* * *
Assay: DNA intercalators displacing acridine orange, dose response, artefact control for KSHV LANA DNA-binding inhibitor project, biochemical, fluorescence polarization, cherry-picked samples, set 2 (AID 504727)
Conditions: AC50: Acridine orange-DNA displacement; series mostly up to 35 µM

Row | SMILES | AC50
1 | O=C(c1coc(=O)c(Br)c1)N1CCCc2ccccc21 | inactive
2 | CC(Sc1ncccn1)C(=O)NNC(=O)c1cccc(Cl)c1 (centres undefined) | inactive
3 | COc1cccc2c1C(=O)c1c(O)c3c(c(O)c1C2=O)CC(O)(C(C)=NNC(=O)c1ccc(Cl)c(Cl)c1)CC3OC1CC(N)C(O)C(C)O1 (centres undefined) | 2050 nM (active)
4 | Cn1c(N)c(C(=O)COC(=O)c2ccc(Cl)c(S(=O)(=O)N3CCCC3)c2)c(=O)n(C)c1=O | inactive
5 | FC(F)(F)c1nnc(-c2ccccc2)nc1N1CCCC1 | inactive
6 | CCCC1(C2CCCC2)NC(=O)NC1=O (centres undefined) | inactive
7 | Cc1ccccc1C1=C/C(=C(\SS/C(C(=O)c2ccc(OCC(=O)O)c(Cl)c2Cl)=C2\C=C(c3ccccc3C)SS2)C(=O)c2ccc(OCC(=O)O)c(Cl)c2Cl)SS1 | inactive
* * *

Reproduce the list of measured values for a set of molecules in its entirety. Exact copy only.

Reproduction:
Assay: DNA intercalators displacing acridine orange, dose response, artefact control for KSHV LANA DNA-binding inhibitor project, biochemical, fluorescence polarization, cherry-picked samples, set 2 (AID 504727)
Conditions: AC50: Acridine orange-DNA displacement; series mostly up to 35 µM

Row | SMILES | AC50
1 | O=C(c1coc(=O)c(Br)c1)N1CCCc2ccccc21 | inactive
2 | CC(Sc1ncccn1)C(=O)NNC(=O)c1cccc(Cl)c1 (centres undefined) | inactive
3 | COc1cccc2c1C(=O)c1c(O)c3c(c(O)c1C2=O)CC(O)(C(C)=NNC(=O)c1ccc(Cl)c(Cl)c1)CC3OC1CC(N)C(O)C(C)O1 (centres undefined) | 2050 nM (active)
4 | Cn1c(N)c(C(=O)COC(=O)c2ccc(Cl)c(S(=O)(=O)N3CCCC3)c2)c(=O)n(C)c1=O | inactive
5 | FC(F)(F)c1nnc(-c2ccccc2)nc1N1CCCC1 | inactive
6 | CCCC1(C2CCCC2)NC(=O)NC1=O (centres undefined) | inactive
7 | Cc1ccccc1C1=C/C(=C(\SS/C(C(=O)c2ccc(OCC(=O)O)c(Cl)c2Cl)=C2\C=C(c3ccccc3C)SS2)C(=O)c2ccc(OCC(=O)O)c(Cl)c2Cl)SS1 | inactive